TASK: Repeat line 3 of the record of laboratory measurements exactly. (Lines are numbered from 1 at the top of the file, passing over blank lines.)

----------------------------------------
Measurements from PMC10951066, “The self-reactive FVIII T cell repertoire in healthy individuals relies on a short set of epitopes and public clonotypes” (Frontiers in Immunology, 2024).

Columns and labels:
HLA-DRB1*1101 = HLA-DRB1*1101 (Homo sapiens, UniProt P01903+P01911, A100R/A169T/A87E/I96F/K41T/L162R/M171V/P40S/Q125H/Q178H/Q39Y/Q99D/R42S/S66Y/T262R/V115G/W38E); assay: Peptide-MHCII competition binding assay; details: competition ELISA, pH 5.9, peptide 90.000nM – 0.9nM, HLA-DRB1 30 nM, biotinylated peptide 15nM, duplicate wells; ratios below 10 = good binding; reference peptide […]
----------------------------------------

HLA-DRB1*1101 = HLA-DRB1*1101 (Homo sapiens, UniProt P01903+P01911, A100R/A169T/A87E/I96F/K41T/L162R/M171V/P40S/Q125H/Q178H/Q39Y/Q99D/R42S/S66Y/T262R/V115G/W38E); assay: Peptide-MHCII competition binding assay; details: competition ELISA, pH 5.9, peptide 90.000nM – 0.9nM, HLA-DRB1 30 nM, biotinylated peptide 15nM, duplicate wells; ratios below 10 = good binding; reference peptide […]